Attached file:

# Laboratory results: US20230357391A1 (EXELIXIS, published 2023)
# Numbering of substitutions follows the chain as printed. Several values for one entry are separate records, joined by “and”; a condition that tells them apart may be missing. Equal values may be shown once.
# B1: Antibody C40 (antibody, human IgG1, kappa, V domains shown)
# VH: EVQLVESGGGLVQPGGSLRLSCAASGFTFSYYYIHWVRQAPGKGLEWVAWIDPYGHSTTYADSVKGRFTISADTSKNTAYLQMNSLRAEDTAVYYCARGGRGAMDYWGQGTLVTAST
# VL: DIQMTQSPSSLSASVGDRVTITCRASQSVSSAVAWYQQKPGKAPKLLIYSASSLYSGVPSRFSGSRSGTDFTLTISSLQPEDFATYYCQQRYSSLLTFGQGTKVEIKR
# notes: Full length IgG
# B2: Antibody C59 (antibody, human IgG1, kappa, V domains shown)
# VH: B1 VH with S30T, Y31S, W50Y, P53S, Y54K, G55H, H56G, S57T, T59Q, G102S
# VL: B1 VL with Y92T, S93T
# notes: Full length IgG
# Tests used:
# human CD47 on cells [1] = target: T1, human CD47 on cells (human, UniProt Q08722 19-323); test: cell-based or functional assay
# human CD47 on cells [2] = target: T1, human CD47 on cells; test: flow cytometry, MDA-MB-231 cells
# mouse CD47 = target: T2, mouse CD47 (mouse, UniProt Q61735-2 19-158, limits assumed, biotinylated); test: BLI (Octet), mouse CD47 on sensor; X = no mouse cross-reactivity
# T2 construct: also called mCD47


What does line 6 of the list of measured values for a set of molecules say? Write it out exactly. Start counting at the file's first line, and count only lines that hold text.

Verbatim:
# notes: Full length IgG